Jesus the Bread of Life
The Passover feast was at hand, and thousands were visiting the area. A large crowd was coming to Jesus and the disciples were concerned about how they could be fed. This led to the great miracle of Jesus feeding the five thousand (John 6:1-14). Jesus more than amply provided for the needs of the people through the miracle, and this convinced many that Jesus was “truly the Prophet who is to come into the world.”
Yet some were coming to Jesus now because they thought they could get more food. Jesus said to them, “Do not work for the food which perishes, but for the food which endures to eternal life, which the Son of Man will give to you, for on Him the Father, God, has set His seal” (John 6:27). What is this food which endures to eternal life? What would Jesus give that would satisfy this greater need? The people wondered and even asked what sign He would show so that they would believe. “Our fathers ate the manna in the wilderness; as it is written, ‘He gave them bread out of heaven to eat.’” God gave manna as a sign to the children of Israel, not only to feed them physically, but to show that He could care for them in their needs. They needed to learn to trust Him.
Jesus used the appeal to the manna to show that He is the One to whom they should be paying attention. Moses was not the one who gave the bread out of heaven, Jesus told them. Rather, “it is My Father who gives you the true bread out of heaven” (v. 32). What exactly is this bread? The “bread of God is that which comes down out of heaven, and gives life to the world.” Of course, they wanted this bread, but Jesus took it a step further. “I am the bread of life; he who comes to Me will not hunger, and he who believes in Me will never thirst.” Jesus ties in being the living water (John 4 and 7) with being the bread of life sent from heaven. Those who believe in Him will have eternal life and they will be raised up on the last day.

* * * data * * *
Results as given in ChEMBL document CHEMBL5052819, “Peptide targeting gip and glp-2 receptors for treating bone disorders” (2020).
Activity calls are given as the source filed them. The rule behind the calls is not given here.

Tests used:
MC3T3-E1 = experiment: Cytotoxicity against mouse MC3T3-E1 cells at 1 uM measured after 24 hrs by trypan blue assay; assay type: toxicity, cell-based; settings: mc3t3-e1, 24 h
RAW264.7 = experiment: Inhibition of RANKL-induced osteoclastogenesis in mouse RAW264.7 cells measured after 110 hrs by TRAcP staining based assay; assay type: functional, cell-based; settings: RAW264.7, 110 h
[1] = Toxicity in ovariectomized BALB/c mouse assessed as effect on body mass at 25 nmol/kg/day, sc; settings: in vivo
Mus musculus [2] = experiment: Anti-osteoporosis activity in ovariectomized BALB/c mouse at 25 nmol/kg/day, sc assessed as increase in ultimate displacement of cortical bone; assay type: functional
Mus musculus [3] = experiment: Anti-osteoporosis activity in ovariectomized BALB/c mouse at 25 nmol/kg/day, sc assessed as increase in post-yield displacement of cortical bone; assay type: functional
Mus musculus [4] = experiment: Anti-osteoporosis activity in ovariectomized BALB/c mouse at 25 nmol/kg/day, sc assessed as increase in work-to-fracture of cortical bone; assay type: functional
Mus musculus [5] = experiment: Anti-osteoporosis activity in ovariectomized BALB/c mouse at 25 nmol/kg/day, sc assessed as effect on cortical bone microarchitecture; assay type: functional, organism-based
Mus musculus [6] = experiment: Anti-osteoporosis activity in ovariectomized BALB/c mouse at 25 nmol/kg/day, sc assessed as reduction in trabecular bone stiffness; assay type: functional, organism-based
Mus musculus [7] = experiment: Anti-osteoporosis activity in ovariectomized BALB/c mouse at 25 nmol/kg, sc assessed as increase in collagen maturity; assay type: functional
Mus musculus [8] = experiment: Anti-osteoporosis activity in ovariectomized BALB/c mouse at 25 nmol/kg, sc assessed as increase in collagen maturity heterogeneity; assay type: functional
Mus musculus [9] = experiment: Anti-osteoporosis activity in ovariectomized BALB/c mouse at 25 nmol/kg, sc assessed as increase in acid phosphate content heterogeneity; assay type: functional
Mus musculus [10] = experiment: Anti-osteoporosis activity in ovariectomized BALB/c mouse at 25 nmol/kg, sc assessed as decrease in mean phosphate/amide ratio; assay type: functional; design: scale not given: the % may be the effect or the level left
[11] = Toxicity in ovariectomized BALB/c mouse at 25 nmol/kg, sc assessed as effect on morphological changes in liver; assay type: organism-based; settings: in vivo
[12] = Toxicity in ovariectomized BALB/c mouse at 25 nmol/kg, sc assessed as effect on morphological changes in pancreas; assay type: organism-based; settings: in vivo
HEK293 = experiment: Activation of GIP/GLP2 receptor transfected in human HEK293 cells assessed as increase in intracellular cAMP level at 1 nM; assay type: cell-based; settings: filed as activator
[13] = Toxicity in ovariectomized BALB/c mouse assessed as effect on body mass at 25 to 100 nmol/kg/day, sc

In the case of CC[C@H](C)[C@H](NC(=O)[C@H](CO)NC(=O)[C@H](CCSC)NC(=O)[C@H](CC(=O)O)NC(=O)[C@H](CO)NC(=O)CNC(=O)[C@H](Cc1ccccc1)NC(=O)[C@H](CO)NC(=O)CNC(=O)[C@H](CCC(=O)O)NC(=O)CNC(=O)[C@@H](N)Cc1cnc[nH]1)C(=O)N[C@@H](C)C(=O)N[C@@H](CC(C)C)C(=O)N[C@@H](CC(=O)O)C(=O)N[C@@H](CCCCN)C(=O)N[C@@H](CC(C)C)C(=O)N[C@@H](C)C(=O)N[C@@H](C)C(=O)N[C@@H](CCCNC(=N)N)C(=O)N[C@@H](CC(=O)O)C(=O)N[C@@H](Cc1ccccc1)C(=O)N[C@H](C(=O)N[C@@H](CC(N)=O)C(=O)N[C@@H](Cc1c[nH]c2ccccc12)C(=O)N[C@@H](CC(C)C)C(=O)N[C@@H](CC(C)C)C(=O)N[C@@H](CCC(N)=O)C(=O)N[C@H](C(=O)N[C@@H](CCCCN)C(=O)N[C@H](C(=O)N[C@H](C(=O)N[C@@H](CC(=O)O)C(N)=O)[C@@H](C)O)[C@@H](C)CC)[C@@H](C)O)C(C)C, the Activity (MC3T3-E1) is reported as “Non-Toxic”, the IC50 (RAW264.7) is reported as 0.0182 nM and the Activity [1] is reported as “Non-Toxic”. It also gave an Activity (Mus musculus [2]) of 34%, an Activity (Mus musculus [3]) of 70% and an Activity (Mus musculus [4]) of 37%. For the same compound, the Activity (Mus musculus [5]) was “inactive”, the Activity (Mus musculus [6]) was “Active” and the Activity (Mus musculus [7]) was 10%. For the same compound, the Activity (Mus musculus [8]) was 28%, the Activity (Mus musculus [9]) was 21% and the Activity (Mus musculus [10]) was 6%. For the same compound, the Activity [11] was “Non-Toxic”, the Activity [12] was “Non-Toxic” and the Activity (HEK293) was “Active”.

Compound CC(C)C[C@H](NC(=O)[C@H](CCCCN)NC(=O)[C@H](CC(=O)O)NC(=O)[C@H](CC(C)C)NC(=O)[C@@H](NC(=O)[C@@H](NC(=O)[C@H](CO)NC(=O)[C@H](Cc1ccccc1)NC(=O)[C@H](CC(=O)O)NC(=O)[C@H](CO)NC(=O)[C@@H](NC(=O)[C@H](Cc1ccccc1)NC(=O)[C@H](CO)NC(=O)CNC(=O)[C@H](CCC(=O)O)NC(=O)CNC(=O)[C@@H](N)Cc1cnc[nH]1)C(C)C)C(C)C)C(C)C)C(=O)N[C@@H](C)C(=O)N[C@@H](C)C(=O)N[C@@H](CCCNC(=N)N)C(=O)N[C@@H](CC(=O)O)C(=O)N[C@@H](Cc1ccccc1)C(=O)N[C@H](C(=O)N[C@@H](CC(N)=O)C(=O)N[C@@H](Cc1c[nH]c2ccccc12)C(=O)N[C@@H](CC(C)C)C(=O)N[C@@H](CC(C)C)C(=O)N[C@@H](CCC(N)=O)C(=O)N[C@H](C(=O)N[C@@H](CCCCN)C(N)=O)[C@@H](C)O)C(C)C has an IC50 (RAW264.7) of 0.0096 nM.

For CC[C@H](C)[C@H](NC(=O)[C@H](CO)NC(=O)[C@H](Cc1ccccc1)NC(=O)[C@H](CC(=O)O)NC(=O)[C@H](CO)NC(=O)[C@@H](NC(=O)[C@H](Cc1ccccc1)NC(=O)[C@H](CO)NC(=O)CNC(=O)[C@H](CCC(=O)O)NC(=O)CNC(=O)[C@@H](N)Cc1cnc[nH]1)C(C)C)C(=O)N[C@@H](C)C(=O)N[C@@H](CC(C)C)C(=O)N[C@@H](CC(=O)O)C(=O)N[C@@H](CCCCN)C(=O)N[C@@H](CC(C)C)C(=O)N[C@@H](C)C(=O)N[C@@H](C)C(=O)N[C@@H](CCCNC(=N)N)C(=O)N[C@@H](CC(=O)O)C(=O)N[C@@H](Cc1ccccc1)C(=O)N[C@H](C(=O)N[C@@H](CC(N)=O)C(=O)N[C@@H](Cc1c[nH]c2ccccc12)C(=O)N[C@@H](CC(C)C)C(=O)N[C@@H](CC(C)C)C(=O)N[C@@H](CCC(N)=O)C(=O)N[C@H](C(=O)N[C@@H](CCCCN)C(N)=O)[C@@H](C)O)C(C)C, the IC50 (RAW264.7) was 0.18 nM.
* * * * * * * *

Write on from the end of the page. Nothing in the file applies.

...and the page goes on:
Not everyone was happy with what Jesus said. They knew Jesus’ parents, so how could He say that He had been sent from heaven? Yet Jesus told them that if they let themselves be taught of God, they would come to Him. He reiterated that faith in Him would lead to eternal life, then doubled down on His claim. In contrast with their forefathers who ate the bread in the wilderness and still died, Jesus is the bread come out of heaven so that people may eat and not die. He is the “living bread” that we may eat and live forever, “and the bread also which I will give for the life of the world is My flesh” (v. 51).
Even more shocking was what He said next: “unless you eat the flesh of the Son of Man and drink His blood, you have no life in yourselves” (v. 54). To be raised up again and live forever, we must eat His flesh and drink His blood. Many stumbled over this teaching and walked away from Jesus. He then turned to His chosen disciples and asked them if they were going to leave, also, to which Peter replied, “Lord, to whom shall we go? You have words of eternal life. We have believed and have come to know that You are the Holy One of God” (vv. 68-69).
What does it mean to eat His flesh and drink His blood? We can see the idea expressed by the parallel between verses 40 and 54: “everyone who beholds the Son and believes in Him will have eternal life, and I Myself will raise him up on the last day” (v. 40) has the same thought as, “He who eats My flesh and drinks My blood has eternal life, and I will raise him up on the last day.” The parallel would show that eating the flesh and drinking the blood of Christ is metaphorical for looking upon Him and believing in Him. Looking and believing would also include taking in His word because He has the “words of eternal life.” To eat and drink is to imbibe Jesus and His message. We absorb Him into our hearts and commit ourselves to His will.
The One sent from heaven said, “the bread also which I will give for the life of the world is My flesh” (v. 51). If we want the life that He gives, we must partake of this living bread, for “he who believes has eternal life” (v. 47). He died for us so that He may raise up at the last day. We must listen carefully, then, for, as Jesus said, “the words that I have spoken to you are spirit and are life” (v. 63).